The measures to implement the free trade agreement with the United States have diminished trade union and workers' rights even further.
Temporary contracts used to avoid unionisation: Employers continued to make fraudulent use of temporary and other precarious forms of contracting as a means of preventing unionisation and avoiding the cost of labour rights and benefits. The figures on labour intermediation focus mainly on the property development, business services and rental sector, where almost 80% of employment intermediaries operate. Over 50% of the workers in this sector are employed on temporary contracts and the union membership rate does not even reach 1%.
Union busting at transport company EPPO S.A.: During 2010, unionised workers at the EPPO S.A. transport firm in Talara staged protests over the incessant dismissals of trade union leaders and members since the formation of their union in December 2009. In addition to opposing the organisation's structure, the company deployed a range of anti-union practices, such as changing the working conditions of unionised workers, making them wear different uniforms to be able to identify them, and threatening to dismiss them unless they left the union.
Collective bargaining rights seriously violated at Telefónica: Thirty seven collective negotiations with subsidiary companies created by Telefónica in Peru have been deadlocked since 2006. These parallel companies are in charge of various operations owned by the Spanish multinational Telefónica, but outsource them so as to free themselves of any labour or social obligations. The companies and CONFIEP, the national confederation of private businesses representing them, are refusing to negotiate the working conditions of some 12 million workers. The Ministry of Labour and Employment Promotion (MTPE) has allowed this situation to persist, taking no action to protect the workers' rights. In 2010, the ITUC, TUCA and trade union organisations from Spain and other parts of the world launched initiatives to tackle the serious violations committed by the multinational.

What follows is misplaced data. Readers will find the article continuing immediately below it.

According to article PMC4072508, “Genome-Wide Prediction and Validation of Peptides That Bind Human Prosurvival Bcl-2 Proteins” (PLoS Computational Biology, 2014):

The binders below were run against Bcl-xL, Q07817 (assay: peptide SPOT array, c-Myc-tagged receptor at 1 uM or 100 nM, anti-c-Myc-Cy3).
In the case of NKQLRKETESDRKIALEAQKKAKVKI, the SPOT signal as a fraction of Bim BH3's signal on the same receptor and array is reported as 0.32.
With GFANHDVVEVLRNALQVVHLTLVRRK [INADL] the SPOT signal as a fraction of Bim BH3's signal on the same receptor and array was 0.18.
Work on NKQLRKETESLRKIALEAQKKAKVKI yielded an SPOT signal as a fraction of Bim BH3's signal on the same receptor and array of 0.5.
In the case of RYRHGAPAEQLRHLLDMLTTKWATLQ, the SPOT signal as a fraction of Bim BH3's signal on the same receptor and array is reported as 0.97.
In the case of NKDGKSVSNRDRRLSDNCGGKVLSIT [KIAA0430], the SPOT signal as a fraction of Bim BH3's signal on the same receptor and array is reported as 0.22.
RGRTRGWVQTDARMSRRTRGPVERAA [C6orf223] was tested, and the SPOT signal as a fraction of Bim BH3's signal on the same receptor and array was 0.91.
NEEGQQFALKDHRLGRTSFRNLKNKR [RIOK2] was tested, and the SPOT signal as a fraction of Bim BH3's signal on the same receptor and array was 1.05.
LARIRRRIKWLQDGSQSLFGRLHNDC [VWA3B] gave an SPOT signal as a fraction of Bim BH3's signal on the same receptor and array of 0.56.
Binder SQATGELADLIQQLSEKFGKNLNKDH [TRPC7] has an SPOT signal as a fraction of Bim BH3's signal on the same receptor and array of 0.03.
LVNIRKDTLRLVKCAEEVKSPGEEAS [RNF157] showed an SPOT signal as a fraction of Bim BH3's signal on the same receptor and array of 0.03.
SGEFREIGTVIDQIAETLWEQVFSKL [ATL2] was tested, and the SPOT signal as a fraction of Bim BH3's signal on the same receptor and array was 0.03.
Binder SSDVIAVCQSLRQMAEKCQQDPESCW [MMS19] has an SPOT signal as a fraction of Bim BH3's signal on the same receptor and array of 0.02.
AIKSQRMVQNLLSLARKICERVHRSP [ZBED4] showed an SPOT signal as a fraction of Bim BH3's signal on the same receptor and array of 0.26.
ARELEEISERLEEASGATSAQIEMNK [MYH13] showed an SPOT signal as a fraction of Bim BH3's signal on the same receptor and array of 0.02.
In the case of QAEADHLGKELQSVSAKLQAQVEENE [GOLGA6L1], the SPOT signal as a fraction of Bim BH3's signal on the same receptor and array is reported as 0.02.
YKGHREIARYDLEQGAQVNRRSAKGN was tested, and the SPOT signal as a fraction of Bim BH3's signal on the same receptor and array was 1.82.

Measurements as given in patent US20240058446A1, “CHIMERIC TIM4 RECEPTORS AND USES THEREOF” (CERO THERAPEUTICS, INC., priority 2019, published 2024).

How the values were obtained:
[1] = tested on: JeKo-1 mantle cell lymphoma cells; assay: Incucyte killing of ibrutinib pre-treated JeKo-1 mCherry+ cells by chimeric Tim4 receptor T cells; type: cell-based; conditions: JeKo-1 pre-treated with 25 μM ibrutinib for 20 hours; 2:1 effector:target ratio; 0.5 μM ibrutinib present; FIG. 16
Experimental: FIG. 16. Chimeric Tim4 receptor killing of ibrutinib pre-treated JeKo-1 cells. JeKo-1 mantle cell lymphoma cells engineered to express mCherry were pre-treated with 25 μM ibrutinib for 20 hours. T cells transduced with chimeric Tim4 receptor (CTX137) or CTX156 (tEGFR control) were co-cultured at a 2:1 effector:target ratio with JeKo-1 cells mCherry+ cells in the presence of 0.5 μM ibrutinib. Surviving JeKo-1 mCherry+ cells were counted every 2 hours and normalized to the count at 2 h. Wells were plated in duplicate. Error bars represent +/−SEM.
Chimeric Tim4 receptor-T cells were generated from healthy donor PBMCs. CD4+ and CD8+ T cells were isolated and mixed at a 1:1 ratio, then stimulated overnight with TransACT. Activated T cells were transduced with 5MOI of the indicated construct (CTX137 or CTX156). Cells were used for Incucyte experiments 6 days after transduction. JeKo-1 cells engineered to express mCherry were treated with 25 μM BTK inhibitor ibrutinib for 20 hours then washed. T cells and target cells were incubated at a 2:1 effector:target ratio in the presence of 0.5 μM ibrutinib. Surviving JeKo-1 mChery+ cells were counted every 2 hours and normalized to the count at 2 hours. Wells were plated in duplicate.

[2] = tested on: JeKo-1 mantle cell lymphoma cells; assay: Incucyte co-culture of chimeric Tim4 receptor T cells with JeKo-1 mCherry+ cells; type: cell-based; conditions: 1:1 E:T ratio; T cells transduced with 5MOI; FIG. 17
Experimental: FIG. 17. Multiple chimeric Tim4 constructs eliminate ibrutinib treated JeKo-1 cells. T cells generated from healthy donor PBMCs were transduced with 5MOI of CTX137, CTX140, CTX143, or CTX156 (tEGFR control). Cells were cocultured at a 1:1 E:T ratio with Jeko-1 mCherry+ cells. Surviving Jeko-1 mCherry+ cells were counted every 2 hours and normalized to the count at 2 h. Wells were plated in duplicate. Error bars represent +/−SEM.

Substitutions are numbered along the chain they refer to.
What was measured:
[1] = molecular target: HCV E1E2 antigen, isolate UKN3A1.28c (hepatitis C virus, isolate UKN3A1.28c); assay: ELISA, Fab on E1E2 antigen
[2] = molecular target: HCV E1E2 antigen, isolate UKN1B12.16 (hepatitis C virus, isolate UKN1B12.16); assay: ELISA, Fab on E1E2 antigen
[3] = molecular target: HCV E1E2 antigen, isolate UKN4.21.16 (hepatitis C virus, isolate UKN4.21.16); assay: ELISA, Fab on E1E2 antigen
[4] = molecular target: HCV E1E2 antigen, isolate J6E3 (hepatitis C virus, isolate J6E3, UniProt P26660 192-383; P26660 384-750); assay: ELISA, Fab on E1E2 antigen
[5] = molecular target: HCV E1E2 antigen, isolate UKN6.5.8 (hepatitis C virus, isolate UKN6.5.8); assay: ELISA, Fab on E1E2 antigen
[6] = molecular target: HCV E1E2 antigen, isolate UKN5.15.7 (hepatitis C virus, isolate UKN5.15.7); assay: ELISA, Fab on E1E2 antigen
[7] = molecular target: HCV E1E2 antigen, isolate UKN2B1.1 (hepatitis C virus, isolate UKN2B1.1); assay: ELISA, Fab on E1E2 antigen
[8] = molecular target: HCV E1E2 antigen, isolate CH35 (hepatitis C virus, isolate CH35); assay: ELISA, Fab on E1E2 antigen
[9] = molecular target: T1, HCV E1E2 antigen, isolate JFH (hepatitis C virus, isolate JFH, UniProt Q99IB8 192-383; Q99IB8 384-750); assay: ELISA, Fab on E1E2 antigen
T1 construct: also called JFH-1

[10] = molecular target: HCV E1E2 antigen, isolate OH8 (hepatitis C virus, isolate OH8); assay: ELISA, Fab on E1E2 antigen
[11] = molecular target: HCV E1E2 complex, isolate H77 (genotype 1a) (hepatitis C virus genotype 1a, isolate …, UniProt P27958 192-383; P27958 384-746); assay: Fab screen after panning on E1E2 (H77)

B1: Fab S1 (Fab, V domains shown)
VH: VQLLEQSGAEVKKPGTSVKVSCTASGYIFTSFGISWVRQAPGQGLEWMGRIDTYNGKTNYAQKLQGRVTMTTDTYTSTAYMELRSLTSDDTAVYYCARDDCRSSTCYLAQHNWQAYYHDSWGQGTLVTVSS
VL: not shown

Collective bargaining rights violated in public sector: Although Peru has ratified ILO Convention 98, the government refuses to negotiate working conditions with state employees. The tax authority employees' union SINAUT-SUNAT (Sindicato de Unidad de Trabajadores de la Superintendencia Nacional de Administración Tributaria) has not been able to negotiate labour conditions despite regularly presenting lists of demands since 2007. In 2010, the ILO, in its conclusions regarding case 2690, determined that "the impossibility of negotiating wage increases on an ongoing basis is contrary to the principle of free and voluntary collective bargaining enshrined in Convention No. 98 and requests the Government to promote appropriate mechanisms so that the parties may conclude a collective agreement in the near future".
The administration also refuses to recognise trade union leave and to negotiate the conditions of public employees working in the Presidency of the Council of Ministers, who have not received a pay rise for over 18 years. Workers affiliated to the SITRA-ZRNXII union, representing tax employees at Registry Zone XII in Arequipa, faced similar problems. The tax authority has been refusing to hold collective negotiations since 2007, and is refusing to comply with the arbitration ruling of 2006. Likewise, members of SUTCORAH, the union of workers employed by the CORAH special project, linked to the Interior Ministry, faced anti-union dismissals and the government's refusal to hold collective negotiations on their working conditions.